aka: Gothic Classic, Gotika, Orpheus
Moby ID: 3785
Windows Specs
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Description official descriptions

With the orc hordes invading, the king needs a lot of magical ore to create enough weapons for his army. All the criminals are now sentenced to work in the ore mines till the end of their days. To prevent them from escaping, the king has a group of powerful wizards create a magical, impassable barrier. But the barrier grows out of control, capturing a large chunk of terrain within itself, and the wizards become imprisoned inside. In the confusion that follows, the prisoners kill the guards and take over the whole area within the barrier.

Many years later, the prisoner community has been divided into three camps: the Old Camp, where miners dig up ore and sell it to the king in exchange for goods from the outer world; the New Camp, where anarchy rules, and where the miners dig up ore in hope of blowing up the barrier with its magical power; and the Brotherhood, whose members worship a mysterious god called the Sleeper, hoping that he will release them. A new convict has been recently dropped into the prison, trying to find his place within the community, and knowing nothing about the pivotal role he will soon play in earth-shaking events.

Gothic is a third-person perspective 3D action role-playing game. The game is set within the Colony, the large area of land within the barrier. The player is free to explore most of the Colony from the beginning, though it may prove difficult, as the protagonist is initially very weak and most wildlife can kill him with one attack. Combat with melee weapons requires the player to input combinations of keys to execute various types of attack.

The player character must train to increase his attributes - Strength, Dexterity and Mana. As he vanquishes creatures and completes quests, he receives experience; with enough experience, he will gain a level, which not only increases his number of hit points (and thus lengthens his lifespan), but also gives him skill points. If the hero meets someone who is eager to teach him, the player will be able to spend skill points to increase attributes or learn completely new skills.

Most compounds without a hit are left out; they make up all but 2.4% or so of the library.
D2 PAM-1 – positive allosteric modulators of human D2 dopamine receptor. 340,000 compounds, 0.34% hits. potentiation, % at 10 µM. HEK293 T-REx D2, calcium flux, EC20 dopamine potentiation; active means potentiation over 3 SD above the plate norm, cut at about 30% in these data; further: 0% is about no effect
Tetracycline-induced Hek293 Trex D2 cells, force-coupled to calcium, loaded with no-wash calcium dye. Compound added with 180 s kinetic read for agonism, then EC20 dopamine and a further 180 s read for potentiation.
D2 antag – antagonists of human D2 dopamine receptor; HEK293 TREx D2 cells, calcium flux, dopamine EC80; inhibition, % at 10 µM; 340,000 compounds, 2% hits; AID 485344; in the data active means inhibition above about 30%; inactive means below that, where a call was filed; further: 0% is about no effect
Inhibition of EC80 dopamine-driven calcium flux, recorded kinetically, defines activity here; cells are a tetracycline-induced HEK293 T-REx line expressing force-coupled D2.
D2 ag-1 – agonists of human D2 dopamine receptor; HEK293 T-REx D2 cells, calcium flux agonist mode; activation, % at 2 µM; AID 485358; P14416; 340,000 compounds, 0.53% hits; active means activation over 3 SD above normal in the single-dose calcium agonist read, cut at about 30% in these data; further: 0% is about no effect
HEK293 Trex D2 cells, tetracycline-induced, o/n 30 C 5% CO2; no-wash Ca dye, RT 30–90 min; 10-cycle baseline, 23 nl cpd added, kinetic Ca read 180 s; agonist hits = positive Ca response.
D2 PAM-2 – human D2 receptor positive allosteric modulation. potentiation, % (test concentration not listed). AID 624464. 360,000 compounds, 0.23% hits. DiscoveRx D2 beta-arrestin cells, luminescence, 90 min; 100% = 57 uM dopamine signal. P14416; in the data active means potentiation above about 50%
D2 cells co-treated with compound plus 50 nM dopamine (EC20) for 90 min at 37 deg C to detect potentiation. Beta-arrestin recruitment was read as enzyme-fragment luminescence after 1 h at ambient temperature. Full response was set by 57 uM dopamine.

Skills include: the increasing ability to fight with various types of weapons; the ability to pick pockets and locks; and the ability to jump further and sneak. The protagonist can also learn to harvest furs, claws and other things from the animals he kills, and then sell them for money. Collecting plants and getting meat from defeated creatures can be very useful, since eating food heals the main character, or restores mana lost when casting spells. The game features a day and night cycle, character schedules, and interactivity with the game world: for example, the player can find a pan or a stove and roast raw meet to raise its healing qualities.

The player can choose to join any of the three camps, which influences most of the quests in the first part of the game. By focusing on particular skill sets, the player can turn the main character into a specialized melee fighter, archer, or mage. However, it is also possible to learn skills belonging to other classes at any time. Even if the player doesn't want the protagonist to learn mage skills, he can still find or buy scrolls and runes which allow the hero to cast various magic spells, e.g. toss fireballs at the enemies, teleport, turn himself into other creatures, and many more.